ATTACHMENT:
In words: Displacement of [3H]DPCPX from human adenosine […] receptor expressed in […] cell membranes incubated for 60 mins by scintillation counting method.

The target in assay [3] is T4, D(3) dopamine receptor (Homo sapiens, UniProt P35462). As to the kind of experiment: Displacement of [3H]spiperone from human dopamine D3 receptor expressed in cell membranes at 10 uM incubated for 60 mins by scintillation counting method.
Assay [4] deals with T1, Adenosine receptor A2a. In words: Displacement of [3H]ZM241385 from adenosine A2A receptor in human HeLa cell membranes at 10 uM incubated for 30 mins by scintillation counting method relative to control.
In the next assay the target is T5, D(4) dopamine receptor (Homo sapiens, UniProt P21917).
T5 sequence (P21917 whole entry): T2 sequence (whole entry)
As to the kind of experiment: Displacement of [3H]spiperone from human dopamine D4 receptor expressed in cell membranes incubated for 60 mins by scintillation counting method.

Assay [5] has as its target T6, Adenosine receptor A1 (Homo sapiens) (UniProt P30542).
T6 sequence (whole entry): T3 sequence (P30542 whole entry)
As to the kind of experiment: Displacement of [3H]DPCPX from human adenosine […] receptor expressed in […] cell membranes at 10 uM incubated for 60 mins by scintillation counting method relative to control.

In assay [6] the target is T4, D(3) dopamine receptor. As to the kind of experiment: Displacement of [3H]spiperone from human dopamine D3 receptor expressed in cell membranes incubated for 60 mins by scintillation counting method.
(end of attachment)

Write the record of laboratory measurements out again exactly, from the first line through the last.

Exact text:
In words: Displacement of [3H]DPCPX from human adenosine […] receptor expressed in […] cell membranes incubated for 60 mins by scintillation counting method.

The target in assay [3] is T4, D(3) dopamine receptor (Homo sapiens, UniProt P35462). As to the kind of experiment: Displacement of [3H]spiperone from human dopamine D3 receptor expressed in cell membranes at 10 uM incubated for 60 mins by scintillation counting method.
Assay [4] deals with T1, Adenosine receptor A2a. In words: Displacement of [3H]ZM241385 from adenosine A2A receptor in human HeLa cell membranes at 10 uM incubated for 30 mins by scintillation counting method relative to control.
In the next assay the target is T5, D(4) dopamine receptor (Homo sapiens, UniProt P21917).
T5 sequence (P21917 whole entry): T2 sequence (whole entry)
As to the kind of experiment: Displacement of [3H]spiperone from human dopamine D4 receptor expressed in cell membranes incubated for 60 mins by scintillation counting method.

Assay [5] has as its target T6, Adenosine receptor A1 (Homo sapiens) (UniProt P30542).
T6 sequence (whole entry): T3 sequence (P30542 whole entry)
As to the kind of experiment: Displacement of [3H]DPCPX from human adenosine […] receptor expressed in […] cell membranes at 10 uM incubated for 60 mins by scintillation counting method relative to control.

In assay [6] the target is T4, D(3) dopamine receptor. As to the kind of experiment: Displacement of [3H]spiperone from human dopamine D3 receptor expressed in cell membranes incubated for 60 mins by scintillation counting method.